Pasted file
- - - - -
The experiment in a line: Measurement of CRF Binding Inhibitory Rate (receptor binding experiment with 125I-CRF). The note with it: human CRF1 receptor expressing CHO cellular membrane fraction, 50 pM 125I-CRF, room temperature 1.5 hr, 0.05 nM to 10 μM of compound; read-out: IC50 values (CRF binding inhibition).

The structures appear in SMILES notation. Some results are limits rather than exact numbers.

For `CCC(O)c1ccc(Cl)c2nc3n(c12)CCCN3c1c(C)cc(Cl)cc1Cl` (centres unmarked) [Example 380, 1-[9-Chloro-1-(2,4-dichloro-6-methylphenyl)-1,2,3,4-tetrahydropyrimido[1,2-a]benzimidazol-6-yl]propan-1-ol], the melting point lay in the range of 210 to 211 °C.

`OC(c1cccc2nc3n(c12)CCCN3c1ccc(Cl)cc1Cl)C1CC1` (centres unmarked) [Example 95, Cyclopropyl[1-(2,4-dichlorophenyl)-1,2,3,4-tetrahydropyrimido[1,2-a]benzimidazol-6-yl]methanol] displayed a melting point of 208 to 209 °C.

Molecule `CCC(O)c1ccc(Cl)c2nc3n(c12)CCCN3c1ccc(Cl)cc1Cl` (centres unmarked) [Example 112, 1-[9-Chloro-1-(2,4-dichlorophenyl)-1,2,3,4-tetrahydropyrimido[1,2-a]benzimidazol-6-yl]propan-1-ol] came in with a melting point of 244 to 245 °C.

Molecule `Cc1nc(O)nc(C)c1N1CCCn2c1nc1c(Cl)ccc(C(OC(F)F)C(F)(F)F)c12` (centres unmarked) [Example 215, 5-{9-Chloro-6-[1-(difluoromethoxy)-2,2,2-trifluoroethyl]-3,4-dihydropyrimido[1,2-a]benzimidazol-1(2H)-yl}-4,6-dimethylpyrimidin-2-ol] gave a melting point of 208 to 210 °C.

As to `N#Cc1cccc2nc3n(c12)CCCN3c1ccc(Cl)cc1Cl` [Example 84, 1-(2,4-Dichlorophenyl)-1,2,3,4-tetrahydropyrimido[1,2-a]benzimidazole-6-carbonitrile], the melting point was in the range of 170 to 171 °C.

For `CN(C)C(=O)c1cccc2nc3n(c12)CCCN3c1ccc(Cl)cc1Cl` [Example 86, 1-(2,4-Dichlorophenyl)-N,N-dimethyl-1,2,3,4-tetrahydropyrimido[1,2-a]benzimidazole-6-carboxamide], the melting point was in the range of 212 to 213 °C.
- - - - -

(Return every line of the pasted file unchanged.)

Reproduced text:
The experiment in a line: Measurement of CRF Binding Inhibitory Rate (receptor binding experiment with 125I-CRF). The note with it: human CRF1 receptor expressing CHO cellular membrane fraction, 50 pM 125I-CRF, room temperature 1.5 hr, 0.05 nM to 10 μM of compound; read-out: IC50 values (CRF binding inhibition).

The structures appear in SMILES notation. Some results are limits rather than exact numbers.

For `CCC(O)c1ccc(Cl)c2nc3n(c12)CCCN3c1c(C)cc(Cl)cc1Cl` (centres unmarked) [Example 380, 1-[9-Chloro-1-(2,4-dichloro-6-methylphenyl)-1,2,3,4-tetrahydropyrimido[1,2-a]benzimidazol-6-yl]propan-1-ol], the melting point lay in the range of 210 to 211 °C.

`OC(c1cccc2nc3n(c12)CCCN3c1ccc(Cl)cc1Cl)C1CC1` (centres unmarked) [Example 95, Cyclopropyl[1-(2,4-dichlorophenyl)-1,2,3,4-tetrahydropyrimido[1,2-a]benzimidazol-6-yl]methanol] displayed a melting point of 208 to 209 °C.

Molecule `CCC(O)c1ccc(Cl)c2nc3n(c12)CCCN3c1ccc(Cl)cc1Cl` (centres unmarked) [Example 112, 1-[9-Chloro-1-(2,4-dichlorophenyl)-1,2,3,4-tetrahydropyrimido[1,2-a]benzimidazol-6-yl]propan-1-ol] came in with a melting point of 244 to 245 °C.

Molecule `Cc1nc(O)nc(C)c1N1CCCn2c1nc1c(Cl)ccc(C(OC(F)F)C(F)(F)F)c12` (centres unmarked) [Example 215, 5-{9-Chloro-6-[1-(difluoromethoxy)-2,2,2-trifluoroethyl]-3,4-dihydropyrimido[1,2-a]benzimidazol-1(2H)-yl}-4,6-dimethylpyrimidin-2-ol] gave a melting point of 208 to 210 °C.

As to `N#Cc1cccc2nc3n(c12)CCCN3c1ccc(Cl)cc1Cl` [Example 84, 1-(2,4-Dichlorophenyl)-1,2,3,4-tetrahydropyrimido[1,2-a]benzimidazole-6-carbonitrile], the melting point was in the range of 170 to 171 °C.

For `CN(C)C(=O)c1cccc2nc3n(c12)CCCN3c1ccc(Cl)cc1Cl` [Example 86, 1-(2,4-Dichlorophenyl)-N,N-dimethyl-1,2,3,4-tetrahydropyrimido[1,2-a]benzimidazole-6-carboxamide], the melting point was in the range of 212 to 213 °C.